February 5, 2015


Cargill starts selling Syngenta's MIR 162 corn after China's approval



Cargill Inc had started selling the Agrisure Viptera corn in January this year, following China's approval of genetically modified organism (GMO), Reuters reported.


In addition, the company withdrew a policy that obligated farmers to provide advance notice of shipments containing the corn. The move was meant to prevent accidental deliveries of the GMO to markets where approvals were not given.


Also known 'MIR 162', the Viptera corn was at the center of a controversy which saw the disruption of the US grain trade to China, as well as a Cargill lawsuit against its maker, Syngenta AG, for commercialising the product before even gaining permission from China.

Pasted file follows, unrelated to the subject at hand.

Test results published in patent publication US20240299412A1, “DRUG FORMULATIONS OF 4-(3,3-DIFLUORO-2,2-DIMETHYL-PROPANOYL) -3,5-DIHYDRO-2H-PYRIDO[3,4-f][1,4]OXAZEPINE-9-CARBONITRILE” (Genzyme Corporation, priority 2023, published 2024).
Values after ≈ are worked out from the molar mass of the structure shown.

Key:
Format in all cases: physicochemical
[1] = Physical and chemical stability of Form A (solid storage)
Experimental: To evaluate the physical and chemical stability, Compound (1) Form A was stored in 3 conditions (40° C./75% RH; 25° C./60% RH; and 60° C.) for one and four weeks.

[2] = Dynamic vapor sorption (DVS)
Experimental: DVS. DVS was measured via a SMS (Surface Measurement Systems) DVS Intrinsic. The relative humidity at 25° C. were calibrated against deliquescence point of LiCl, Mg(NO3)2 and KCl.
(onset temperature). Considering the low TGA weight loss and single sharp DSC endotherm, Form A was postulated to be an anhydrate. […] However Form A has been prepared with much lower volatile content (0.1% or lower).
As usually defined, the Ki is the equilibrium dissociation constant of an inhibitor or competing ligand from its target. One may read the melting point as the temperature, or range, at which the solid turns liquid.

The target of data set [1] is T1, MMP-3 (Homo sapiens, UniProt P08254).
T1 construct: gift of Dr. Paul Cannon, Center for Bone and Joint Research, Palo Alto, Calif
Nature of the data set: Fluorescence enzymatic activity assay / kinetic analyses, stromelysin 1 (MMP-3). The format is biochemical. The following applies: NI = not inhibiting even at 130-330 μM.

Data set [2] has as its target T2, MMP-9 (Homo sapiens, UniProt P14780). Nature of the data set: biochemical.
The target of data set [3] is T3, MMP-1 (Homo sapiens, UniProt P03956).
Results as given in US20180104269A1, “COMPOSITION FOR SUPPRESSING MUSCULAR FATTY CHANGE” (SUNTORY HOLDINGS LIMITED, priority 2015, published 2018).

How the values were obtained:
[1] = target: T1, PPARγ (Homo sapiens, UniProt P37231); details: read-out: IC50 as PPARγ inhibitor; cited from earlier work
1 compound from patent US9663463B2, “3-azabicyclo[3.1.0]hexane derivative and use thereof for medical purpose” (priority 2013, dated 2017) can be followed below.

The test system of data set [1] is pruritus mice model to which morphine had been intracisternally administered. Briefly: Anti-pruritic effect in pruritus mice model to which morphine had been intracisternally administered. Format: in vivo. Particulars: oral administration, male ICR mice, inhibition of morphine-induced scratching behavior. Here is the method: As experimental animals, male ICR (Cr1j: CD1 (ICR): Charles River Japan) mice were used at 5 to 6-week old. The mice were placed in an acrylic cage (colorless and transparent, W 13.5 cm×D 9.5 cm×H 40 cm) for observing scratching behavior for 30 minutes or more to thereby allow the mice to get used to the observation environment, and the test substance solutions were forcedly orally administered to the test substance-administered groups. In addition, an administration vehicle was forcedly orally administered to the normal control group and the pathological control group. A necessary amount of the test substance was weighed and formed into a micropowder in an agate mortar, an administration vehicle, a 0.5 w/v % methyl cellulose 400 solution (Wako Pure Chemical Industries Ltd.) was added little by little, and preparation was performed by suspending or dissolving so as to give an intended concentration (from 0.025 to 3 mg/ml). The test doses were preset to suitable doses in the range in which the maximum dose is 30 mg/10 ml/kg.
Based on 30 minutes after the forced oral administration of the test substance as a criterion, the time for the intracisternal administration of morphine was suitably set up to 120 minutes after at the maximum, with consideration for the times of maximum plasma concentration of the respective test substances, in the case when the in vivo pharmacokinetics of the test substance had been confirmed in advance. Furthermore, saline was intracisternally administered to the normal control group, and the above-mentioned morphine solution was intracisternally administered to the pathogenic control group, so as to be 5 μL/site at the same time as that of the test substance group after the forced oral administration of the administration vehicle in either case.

In the aftermath of the fallout, Syngenta had stated in a written confirmation that MIR 162 had been approved by Beijing.


Cargill had since become more stringent in its dealings with GMOs; for example, Duracade, another GMO corn developed by Syngenta, had yet to be accepted as it had not been approved by China.


According to estimations by the National Grain and Feed Association in April 2014, China's rejection of shipments containing Viptera corns in November 2013 had afflicted a US$1 billion loss to the US agricultural industry.

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